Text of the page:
The Instigator
Kinesis
Pro (for)
Winning
19 Points
The Contender
socialpinko
Con (against)
Losing
8 Points

Return Debate on a Clichéd Topic - Arguing about God.

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Voting Style: Open Point System: 7 Point
Started: 4/16/2011 Category: Philosophy
Updated: 5 years ago Status: Voting Period
Viewed: 1,556 times Debate No: 15981
Debate Rounds (4)
Comments (20)
Votes (7)

 

Kinesis

Pro

The existence of God is the most overused topic on this site and I'm fairly convinced most or all of the arguments for both sides fail. Nonetheless, I really can't think of any other topic that would interest many people at the moment, so I might as well announce my return to DDO with it. Hello, people. :)

Terms of the debate

The counter the biased voting that usually occurs on this site in relation to this topic, it will deviate from typical debates and instead will try to focus solely on the quality of arguments presented and the persuasiveness of the debaters by requiring each side to give one argument each in support of the existence of God and the non-existence of God. If anyone wishes to ask for any clarifications before the debate they should do so in the comments and not the debate rounds themselves.

In the preliminary round (i.e. round 1) both sides will list their two arguments and outline them. There will be three rounds for debating. In the first of the three rounds the debaters will argue in support of the two arguments they have presented but will not attempt to refute their opponents arguments. In the second, both sides will address each other's positive case and in the third and final round, both sides will defend their arguments from their opponent's criticisms. The full resolution is:

"The arguments presented by Pro are more persuasive and better argued than the arguments presented by Con"

Note the relative nature of the resolution; if Con presents bad arguments but Pro argues even worse Con wins by the resolution; also, if both argue well but one gets the better of the other (s)he will win. Since only individual arguments are allowed, they do not have to, in themselves, prove the (non)existence of God, but only contribute in a substantive way to the attempt. Both sides shall an equal burden of proof. No semantics are allowed. God will be defined in the classical theistic sense [1]. The argument I shall use in support of the existence of God is:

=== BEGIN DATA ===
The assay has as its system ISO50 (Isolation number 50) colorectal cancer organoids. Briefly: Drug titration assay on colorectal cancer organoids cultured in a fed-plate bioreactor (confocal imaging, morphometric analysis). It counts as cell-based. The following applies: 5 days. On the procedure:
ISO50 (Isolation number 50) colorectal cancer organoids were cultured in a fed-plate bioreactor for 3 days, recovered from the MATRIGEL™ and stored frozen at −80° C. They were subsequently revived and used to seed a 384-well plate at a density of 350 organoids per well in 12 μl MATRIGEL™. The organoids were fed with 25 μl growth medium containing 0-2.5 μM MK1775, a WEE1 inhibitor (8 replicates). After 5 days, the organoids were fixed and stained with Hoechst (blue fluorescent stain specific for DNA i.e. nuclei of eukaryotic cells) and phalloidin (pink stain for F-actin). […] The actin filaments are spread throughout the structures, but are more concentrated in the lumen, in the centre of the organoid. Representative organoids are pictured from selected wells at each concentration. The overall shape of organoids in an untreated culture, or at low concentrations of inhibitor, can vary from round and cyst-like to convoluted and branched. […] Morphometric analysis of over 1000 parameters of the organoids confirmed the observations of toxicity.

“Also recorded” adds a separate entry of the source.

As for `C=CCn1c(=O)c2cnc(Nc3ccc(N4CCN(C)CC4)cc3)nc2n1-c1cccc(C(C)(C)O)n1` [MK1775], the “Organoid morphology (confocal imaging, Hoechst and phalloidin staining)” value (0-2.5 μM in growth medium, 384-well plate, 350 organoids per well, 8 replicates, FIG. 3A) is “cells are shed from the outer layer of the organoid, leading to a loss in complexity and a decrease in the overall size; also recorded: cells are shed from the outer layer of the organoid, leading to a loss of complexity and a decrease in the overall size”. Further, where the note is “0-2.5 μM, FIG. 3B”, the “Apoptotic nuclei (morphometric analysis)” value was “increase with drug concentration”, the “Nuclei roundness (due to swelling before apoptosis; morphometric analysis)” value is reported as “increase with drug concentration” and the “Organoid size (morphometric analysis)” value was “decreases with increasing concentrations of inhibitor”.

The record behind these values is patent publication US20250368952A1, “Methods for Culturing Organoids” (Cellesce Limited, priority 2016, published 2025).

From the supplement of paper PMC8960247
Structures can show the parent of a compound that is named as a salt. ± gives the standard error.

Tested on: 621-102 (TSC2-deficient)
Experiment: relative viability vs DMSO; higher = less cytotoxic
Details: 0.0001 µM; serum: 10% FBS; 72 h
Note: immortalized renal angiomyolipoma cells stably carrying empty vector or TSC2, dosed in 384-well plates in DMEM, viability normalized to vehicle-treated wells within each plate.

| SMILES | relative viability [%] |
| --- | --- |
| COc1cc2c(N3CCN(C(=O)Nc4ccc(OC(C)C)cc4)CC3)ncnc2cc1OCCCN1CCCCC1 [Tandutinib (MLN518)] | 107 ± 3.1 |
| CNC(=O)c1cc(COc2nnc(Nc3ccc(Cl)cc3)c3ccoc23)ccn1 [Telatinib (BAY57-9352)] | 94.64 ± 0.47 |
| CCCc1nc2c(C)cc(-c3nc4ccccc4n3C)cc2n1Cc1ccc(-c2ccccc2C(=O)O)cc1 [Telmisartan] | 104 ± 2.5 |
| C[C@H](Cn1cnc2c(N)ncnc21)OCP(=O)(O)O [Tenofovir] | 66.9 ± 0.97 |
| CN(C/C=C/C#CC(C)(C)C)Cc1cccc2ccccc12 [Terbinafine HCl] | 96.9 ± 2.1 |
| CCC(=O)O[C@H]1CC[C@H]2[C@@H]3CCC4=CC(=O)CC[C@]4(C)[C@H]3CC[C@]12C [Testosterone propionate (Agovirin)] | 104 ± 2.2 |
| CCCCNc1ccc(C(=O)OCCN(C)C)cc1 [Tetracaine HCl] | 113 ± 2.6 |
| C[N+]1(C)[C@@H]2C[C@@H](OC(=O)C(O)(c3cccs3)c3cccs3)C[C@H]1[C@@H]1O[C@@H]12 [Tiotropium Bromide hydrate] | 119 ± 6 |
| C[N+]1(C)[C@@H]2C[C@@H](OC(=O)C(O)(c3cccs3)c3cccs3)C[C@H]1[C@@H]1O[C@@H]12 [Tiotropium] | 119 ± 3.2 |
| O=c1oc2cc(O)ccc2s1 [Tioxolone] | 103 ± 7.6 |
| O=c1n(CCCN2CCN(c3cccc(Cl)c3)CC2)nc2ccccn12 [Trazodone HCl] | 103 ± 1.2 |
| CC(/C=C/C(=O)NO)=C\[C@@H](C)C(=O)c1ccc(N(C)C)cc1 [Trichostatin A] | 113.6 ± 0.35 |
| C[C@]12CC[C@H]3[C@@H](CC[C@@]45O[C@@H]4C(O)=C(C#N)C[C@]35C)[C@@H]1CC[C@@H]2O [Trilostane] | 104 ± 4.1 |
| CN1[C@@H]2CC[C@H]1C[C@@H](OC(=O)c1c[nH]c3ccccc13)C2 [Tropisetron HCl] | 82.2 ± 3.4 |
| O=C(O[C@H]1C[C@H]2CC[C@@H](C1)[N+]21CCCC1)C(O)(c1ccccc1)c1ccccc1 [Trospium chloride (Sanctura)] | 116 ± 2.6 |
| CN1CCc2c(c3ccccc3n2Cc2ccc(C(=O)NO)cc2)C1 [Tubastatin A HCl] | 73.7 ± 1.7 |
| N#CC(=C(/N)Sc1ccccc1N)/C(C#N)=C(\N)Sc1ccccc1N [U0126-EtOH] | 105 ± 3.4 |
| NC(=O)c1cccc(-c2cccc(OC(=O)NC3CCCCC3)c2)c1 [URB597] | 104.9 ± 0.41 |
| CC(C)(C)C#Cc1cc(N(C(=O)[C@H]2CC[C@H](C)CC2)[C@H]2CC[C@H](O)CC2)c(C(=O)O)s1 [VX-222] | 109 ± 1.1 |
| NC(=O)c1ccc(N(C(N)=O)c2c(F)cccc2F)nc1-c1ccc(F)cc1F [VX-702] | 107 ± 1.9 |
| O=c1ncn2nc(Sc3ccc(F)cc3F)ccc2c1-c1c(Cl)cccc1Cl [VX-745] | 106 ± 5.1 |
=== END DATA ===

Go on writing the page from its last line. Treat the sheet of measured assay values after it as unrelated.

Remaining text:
The Leibnizian Cosmological Argument
[5]

The Leibnizian cosmological argument is probably the second most popular variant of the cosmological argument today. It is based on a weak form of the Principle of Sufficient Reason [6] (premise 1) which concerns explanations of existence. This is its syllogistic form:

P1: Anything that exists has an explanation of its existence, either in the necessity of its own nature or in an external cause.

P2: If the universe has an explanation of its existence, that explanation is God.

P3: The universe exists.

: . Therefore, the universe has an explanation of its existence (from 1, 3).

: . Therefore, the explanation of the existence of the universe is God (from 2, 4).

The argument I shall use in support of the non-existence of God is:

The Darwinian Problem of Evil

The Darwinian problem of evil argues that the sheer enormity of suffering in the animal kingdom is highly implausible on theism or that naturalism has more predictive power with respect to animal suffering than theism, so all things held equal theism should be rejected. There are a number of variants on the argument, from the popular level version by John Loftus in the Christian Delusion [7] to more scholarly versions like the one argued by Paul Draper [8].

Sources
[1] i.e. Omniscient [2] Omnibenevolent [3] and Omnipotent [4].

socialpinko

Con

I first will thank my opponent for posting such an interesting topic for debate. Honestly this is my favorite topic and while I am personally an atheist I have no problem arguing for either side. I really have never been in a debate quite like this but will do my best! Depending on how long you have been gone I may or may not have joined before you left. My name is socialpinko but apparently in one of the mafia games I have been referred to as spinko. Anyways, I thought some form of introductions would be polite. Now on to my own arguments for and against the existence of god.

I'm actually a little bit annoyed at my opponent for claiming the only slightly defensible argument for a god. Oh well I guess I'm going to have to dress up my argument with plenty of bells and whistles.

Argument for the existence of god

I was thinking of going with the teleological argument but I simply think it is utterly indefensible and so went with Plantinga's Ontological Argument for god's existence.[1]

(1.)God exists in our belief but not in reality. (Position of non-theist or atheist)

(2.)To exist in reality is better than to exist in belief alone. -Premise

(3.)One may conceive a being having all of god's properties(my opponent's [1] from R1) existing in reality. -Premise